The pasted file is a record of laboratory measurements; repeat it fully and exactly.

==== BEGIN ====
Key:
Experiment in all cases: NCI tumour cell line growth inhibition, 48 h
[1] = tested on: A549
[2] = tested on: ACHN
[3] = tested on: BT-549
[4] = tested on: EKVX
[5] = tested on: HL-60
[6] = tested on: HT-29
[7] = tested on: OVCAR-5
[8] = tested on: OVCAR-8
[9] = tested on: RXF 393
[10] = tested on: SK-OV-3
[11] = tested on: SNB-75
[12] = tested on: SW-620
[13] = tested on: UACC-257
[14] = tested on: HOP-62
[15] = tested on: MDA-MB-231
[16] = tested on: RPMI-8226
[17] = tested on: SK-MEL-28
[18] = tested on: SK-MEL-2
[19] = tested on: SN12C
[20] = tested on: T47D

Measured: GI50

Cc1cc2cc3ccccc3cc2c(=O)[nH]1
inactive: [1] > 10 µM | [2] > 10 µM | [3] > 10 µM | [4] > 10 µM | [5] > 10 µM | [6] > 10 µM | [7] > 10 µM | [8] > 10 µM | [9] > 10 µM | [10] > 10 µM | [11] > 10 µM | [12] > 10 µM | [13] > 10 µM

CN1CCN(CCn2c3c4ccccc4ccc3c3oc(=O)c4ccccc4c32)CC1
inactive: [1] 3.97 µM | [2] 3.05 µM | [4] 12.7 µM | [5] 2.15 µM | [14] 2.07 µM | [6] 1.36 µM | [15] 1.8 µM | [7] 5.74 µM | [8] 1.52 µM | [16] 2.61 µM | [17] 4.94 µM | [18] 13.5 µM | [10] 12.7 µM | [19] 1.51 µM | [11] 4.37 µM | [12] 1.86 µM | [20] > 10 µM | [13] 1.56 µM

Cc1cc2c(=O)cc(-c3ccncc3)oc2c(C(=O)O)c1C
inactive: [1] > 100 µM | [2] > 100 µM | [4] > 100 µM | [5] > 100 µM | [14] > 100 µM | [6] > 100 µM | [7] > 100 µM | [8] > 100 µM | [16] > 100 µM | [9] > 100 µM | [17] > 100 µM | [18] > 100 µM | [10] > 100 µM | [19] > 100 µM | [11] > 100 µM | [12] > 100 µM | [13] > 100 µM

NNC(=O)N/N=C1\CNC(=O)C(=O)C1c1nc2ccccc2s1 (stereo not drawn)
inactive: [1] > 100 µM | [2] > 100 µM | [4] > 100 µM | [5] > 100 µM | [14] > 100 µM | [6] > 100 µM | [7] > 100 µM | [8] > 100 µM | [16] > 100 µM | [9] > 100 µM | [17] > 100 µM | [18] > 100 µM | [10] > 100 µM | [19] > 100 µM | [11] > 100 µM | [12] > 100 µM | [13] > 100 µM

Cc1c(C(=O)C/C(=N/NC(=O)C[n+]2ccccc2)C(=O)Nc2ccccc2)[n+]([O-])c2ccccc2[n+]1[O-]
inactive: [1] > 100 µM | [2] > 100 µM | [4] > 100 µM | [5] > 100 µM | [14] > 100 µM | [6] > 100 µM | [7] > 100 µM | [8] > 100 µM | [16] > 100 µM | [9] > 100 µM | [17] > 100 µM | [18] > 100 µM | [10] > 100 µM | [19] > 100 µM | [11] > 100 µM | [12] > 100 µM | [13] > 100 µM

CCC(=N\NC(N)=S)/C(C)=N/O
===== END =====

Key:
Experiment in all cases: NCI tumour cell line growth inhibition, 48 h
[1] = tested on: A549
[2] = tested on: ACHN
[3] = tested on: BT-549
[4] = tested on: EKVX
[5] = tested on: HL-60
[6] = tested on: HT-29
[7] = tested on: OVCAR-5
[8] = tested on: OVCAR-8
[9] = tested on: RXF 393
[10] = tested on: SK-OV-3
[11] = tested on: SNB-75
[12] = tested on: SW-620
[13] = tested on: UACC-257
[14] = tested on: HOP-62
[15] = tested on: MDA-MB-231
[16] = tested on: RPMI-8226
[17] = tested on: SK-MEL-28
[18] = tested on: SK-MEL-2
[19] = tested on: SN12C
[20] = tested on: T47D

Measured: GI50

Cc1cc2cc3ccccc3cc2c(=O)[nH]1
inactive: [1] > 10 µM | [2] > 10 µM | [3] > 10 µM | [4] > 10 µM | [5] > 10 µM | [6] > 10 µM | [7] > 10 µM | [8] > 10 µM | [9] > 10 µM | [10] > 10 µM | [11] > 10 µM | [12] > 10 µM | [13] > 10 µM

CN1CCN(CCn2c3c4ccccc4ccc3c3oc(=O)c4ccccc4c32)CC1
inactive: [1] 3.97 µM | [2] 3.05 µM | [4] 12.7 µM | [5] 2.15 µM | [14] 2.07 µM | [6] 1.36 µM | [15] 1.8 µM | [7] 5.74 µM | [8] 1.52 µM | [16] 2.61 µM | [17] 4.94 µM | [18] 13.5 µM | [10] 12.7 µM | [19] 1.51 µM | [11] 4.37 µM | [12] 1.86 µM | [20] > 10 µM | [13] 1.56 µM

Cc1cc2c(=O)cc(-c3ccncc3)oc2c(C(=O)O)c1C
inactive: [1] > 100 µM | [2] > 100 µM | [4] > 100 µM | [5] > 100 µM | [14] > 100 µM | [6] > 100 µM | [7] > 100 µM | [8] > 100 µM | [16] > 100 µM | [9] > 100 µM | [17] > 100 µM | [18] > 100 µM | [10] > 100 µM | [19] > 100 µM | [11] > 100 µM | [12] > 100 µM | [13] > 100 µM

NNC(=O)N/N=C1\CNC(=O)C(=O)C1c1nc2ccccc2s1 (stereo not drawn)
inactive: [1] > 100 µM | [2] > 100 µM | [4] > 100 µM | [5] > 100 µM | [14] > 100 µM | [6] > 100 µM | [7] > 100 µM | [8] > 100 µM | [16] > 100 µM | [9] > 100 µM | [17] > 100 µM | [18] > 100 µM | [10] > 100 µM | [19] > 100 µM | [11] > 100 µM | [12] > 100 µM | [13] > 100 µM

Cc1c(C(=O)C/C(=N/NC(=O)C[n+]2ccccc2)C(=O)Nc2ccccc2)[n+]([O-])c2ccccc2[n+]1[O-]
inactive: [1] > 100 µM | [2] > 100 µM | [4] > 100 µM | [5] > 100 µM | [14] > 100 µM | [6] > 100 µM | [7] > 100 µM | [8] > 100 µM | [16] > 100 µM | [9] > 100 µM | [17] > 100 µM | [18] > 100 µM | [10] > 100 µM | [19] > 100 µM | [11] > 100 µM | [12] > 100 µM | [13] > 100 µM

CCC(=N\NC(N)=S)/C(C)=N/O